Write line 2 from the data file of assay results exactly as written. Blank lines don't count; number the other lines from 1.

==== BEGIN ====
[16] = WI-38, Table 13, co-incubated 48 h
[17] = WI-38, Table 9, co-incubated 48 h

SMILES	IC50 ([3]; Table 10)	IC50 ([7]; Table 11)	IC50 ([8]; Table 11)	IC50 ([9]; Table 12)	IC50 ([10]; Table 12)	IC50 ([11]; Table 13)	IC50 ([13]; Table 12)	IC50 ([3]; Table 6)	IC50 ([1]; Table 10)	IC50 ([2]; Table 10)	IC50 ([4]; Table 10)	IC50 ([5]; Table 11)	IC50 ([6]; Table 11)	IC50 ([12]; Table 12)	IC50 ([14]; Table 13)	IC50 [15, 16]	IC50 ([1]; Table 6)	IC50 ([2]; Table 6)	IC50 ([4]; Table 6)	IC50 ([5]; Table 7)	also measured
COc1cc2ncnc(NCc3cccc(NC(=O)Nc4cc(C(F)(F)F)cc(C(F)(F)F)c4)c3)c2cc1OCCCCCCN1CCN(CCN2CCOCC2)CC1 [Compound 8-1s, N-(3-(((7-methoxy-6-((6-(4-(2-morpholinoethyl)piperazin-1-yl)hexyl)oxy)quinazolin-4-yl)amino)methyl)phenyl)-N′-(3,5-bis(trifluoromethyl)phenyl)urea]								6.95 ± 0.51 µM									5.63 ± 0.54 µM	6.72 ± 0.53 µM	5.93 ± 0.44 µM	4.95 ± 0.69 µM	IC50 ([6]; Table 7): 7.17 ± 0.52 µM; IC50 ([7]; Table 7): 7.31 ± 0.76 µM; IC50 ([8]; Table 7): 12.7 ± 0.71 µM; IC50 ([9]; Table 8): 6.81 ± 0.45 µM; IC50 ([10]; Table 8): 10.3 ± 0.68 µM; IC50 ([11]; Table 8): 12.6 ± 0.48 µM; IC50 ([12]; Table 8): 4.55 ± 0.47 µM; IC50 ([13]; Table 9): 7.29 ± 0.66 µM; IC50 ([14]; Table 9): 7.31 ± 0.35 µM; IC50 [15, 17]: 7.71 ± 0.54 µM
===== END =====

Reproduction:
[17] = WI-38, Table 9, co-incubated 48 h